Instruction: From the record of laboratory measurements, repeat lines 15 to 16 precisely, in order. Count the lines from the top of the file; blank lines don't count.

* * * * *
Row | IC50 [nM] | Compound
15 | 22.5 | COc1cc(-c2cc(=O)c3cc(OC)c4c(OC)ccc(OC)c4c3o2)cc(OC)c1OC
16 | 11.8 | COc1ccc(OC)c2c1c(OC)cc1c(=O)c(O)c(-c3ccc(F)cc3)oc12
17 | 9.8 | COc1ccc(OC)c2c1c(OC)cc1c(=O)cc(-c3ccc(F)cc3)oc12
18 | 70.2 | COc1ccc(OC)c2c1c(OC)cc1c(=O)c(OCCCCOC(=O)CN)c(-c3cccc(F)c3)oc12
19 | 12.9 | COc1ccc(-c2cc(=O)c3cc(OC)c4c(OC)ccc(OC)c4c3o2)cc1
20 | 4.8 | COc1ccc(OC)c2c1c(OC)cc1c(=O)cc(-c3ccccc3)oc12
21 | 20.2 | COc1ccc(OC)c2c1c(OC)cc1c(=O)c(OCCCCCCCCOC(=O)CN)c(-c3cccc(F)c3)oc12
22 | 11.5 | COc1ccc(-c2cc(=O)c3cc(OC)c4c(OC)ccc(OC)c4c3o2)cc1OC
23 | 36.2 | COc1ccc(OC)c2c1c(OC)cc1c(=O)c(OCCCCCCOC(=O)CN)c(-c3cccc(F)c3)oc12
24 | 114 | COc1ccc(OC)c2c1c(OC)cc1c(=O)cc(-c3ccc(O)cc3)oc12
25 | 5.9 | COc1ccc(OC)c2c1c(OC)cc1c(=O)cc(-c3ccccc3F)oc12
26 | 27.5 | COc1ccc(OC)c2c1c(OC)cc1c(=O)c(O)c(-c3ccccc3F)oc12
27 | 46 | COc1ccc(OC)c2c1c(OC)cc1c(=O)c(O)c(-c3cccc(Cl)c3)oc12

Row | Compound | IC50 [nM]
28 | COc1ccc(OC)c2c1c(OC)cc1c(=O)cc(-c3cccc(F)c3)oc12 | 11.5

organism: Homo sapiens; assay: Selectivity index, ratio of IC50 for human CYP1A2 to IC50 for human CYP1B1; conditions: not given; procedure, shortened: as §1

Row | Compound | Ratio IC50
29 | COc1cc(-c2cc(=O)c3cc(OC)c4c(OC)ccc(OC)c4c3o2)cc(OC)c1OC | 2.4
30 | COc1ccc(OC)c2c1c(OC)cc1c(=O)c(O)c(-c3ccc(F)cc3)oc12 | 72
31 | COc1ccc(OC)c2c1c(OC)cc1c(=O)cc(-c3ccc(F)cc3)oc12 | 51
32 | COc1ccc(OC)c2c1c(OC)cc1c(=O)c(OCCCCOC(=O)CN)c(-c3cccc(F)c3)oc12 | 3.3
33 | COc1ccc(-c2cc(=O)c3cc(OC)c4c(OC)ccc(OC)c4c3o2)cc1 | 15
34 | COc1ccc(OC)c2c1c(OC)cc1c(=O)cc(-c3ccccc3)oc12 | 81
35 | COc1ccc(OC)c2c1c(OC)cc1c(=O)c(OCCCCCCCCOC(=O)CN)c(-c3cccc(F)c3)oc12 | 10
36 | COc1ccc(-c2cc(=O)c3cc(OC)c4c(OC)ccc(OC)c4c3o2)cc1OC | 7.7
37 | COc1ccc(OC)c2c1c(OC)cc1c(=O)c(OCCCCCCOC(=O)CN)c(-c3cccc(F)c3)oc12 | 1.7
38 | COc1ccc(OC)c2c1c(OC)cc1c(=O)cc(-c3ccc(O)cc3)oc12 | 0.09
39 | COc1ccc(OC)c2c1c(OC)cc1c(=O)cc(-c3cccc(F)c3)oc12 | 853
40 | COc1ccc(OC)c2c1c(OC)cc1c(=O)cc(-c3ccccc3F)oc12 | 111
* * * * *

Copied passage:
Row | Compound | IC50 [nM]
28 | COc1ccc(OC)c2c1c(OC)cc1c(=O)cc(-c3cccc(F)c3)oc12 | 11.5